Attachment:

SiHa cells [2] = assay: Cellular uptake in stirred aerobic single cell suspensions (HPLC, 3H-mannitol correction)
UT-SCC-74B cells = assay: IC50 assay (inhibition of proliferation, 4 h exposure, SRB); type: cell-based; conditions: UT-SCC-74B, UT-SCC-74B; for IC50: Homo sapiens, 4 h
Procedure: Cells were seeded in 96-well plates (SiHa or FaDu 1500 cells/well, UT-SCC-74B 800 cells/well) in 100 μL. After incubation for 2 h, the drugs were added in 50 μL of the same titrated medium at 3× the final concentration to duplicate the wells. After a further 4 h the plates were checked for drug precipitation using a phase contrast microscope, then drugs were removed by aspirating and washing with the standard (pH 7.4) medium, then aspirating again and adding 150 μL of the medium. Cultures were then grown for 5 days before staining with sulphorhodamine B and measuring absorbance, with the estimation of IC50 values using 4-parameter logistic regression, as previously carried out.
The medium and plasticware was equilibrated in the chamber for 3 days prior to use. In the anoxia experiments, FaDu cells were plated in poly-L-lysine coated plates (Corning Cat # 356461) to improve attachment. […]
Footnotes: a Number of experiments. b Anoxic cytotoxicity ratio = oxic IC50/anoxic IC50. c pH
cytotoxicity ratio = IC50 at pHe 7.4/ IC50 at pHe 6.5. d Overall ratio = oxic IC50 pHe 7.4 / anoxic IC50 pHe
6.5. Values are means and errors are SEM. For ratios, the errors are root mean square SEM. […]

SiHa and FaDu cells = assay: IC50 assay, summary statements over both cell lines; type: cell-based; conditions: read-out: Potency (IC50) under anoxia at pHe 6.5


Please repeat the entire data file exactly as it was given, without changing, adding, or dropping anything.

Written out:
SiHa cells [2] = assay: Cellular uptake in stirred aerobic single cell suspensions (HPLC, 3H-mannitol correction)
UT-SCC-74B cells = assay: IC50 assay (inhibition of proliferation, 4 h exposure, SRB); type: cell-based; conditions: UT-SCC-74B, UT-SCC-74B; for IC50: Homo sapiens, 4 h
Procedure: Cells were seeded in 96-well plates (SiHa or FaDu 1500 cells/well, UT-SCC-74B 800 cells/well) in 100 μL. After incubation for 2 h, the drugs were added in 50 μL of the same titrated medium at 3× the final concentration to duplicate the wells. After a further 4 h the plates were checked for drug precipitation using a phase contrast microscope, then drugs were removed by aspirating and washing with the standard (pH 7.4) medium, then aspirating again and adding 150 μL of the medium. Cultures were then grown for 5 days before staining with sulphorhodamine B and measuring absorbance, with the estimation of IC50 values using 4-parameter logistic regression, as previously carried out.
The medium and plasticware was equilibrated in the chamber for 3 days prior to use. In the anoxia experiments, FaDu cells were plated in poly-L-lysine coated plates (Corning Cat # 356461) to improve attachment. […]
Footnotes: a Number of experiments. b Anoxic cytotoxicity ratio = oxic IC50/anoxic IC50. c pH
cytotoxicity ratio = IC50 at pHe 7.4/ IC50 at pHe 6.5. d Overall ratio = oxic IC50 pHe 7.4 / anoxic IC50 pHe
6.5. Values are means and errors are SEM. For ratios, the errors are root mean square SEM. […]

SiHa and FaDu cells = assay: IC50 assay, summary statements over both cell lines; type: cell-based; conditions: read-out: Potency (IC50) under anoxia at pHe 6.5